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NOEL HOLSTON

 
 
 
 
 
The New Season of ‘Murdoch Mysteries’ is an Enjoyable Holiday Treat
December 25, 2019  | By Mike Hughes
 


During the holidays, our TV tastes might mellow a tad.

We don’t need to probe the darkest recesses of our souls. We might settle for a decent drama about some nice folks.

So this is logical: The streaming service, Acorn TV, is releasing the new Murdoch Mysteries season on Christmas Day.

This is good-guy television. It’s pleasant, precise, and likable; in short, it’s Canadian.

And it’s been around almost forever. This is the show’s 13th season; if it were an American show, it would apparently be No. 8 on the all-time list of longest-running, non-anthology drama hours.

The setting is Toronto in – when the show began – 1895. William Murdoch (Yannick Bisson, top) is a police detective, a handsome chap with impeccable clothes and manners. He’s a modernist; you can see that in the inventions he dabbles in, in his marriage to Dr. Julia Ogden (Hélène Joy), or their home.

Designed by Frank Lloyd Wright, it confounds traditionalists. “Where are the rooms?” some ask.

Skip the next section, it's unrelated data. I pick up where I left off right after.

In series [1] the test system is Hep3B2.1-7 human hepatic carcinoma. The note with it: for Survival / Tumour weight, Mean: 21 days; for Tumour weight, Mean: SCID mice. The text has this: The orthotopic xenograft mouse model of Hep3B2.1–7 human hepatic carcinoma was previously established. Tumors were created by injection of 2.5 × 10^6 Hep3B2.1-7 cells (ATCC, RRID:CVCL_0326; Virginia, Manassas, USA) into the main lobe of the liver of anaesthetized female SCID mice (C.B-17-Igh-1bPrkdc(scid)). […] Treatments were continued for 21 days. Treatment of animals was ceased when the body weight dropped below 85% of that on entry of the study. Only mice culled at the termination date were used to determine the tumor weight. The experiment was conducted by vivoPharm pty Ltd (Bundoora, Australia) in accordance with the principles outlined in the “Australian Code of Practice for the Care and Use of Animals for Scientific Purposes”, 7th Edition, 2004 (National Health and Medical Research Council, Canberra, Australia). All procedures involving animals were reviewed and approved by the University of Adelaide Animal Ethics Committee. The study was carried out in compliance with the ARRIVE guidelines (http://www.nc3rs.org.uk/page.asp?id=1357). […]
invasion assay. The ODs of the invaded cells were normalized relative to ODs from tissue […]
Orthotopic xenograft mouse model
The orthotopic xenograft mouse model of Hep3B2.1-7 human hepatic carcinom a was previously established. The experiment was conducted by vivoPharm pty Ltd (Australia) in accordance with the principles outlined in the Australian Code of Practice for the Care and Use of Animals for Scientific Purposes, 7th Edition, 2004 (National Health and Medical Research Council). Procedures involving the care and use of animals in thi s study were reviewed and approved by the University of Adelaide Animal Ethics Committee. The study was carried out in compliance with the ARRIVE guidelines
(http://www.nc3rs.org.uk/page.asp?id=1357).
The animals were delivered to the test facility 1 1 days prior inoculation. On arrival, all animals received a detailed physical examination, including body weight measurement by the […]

And yes, Wright was portrayed. So were many others, from Buffalo Bill to Winston Churchill, from Annie Oakley and the Wright Brothers to Nikola Tesla and his enemy, Thomas Edison.

Murdoch Mysteries likes to use such historical people and historical issues.

This season’s first two episodes both deal with feminism.

In the first, there’s a deadly explosion at a suffrage rally. (Canadian women got the vote in federal elections in 1918, two years before American women.) In the second, a patient insists on a male surgeon.

That second episode also involves labor unrest and adds an important character to the series. Both hours have modestly interesting mysteries, each with a neat twist.

The third one finally gets to the inventiveness of Murdoch and of the series itself.

The murder victim is someone who seemingly hasn’t aged in a decade; the detective, of course, has created a way-early version of a facial-recognition device.

The episode is quite clever, adding some humor. The earlier two aren’t bad, and there are ten more this season.

Overall, Murdoch – which sometimes airs on the Ovation cable channel – has had 201 episodes so far. Sometimes, nice guys do win, especially if they’re fairly clever Canadians.

 
 
 
 
 
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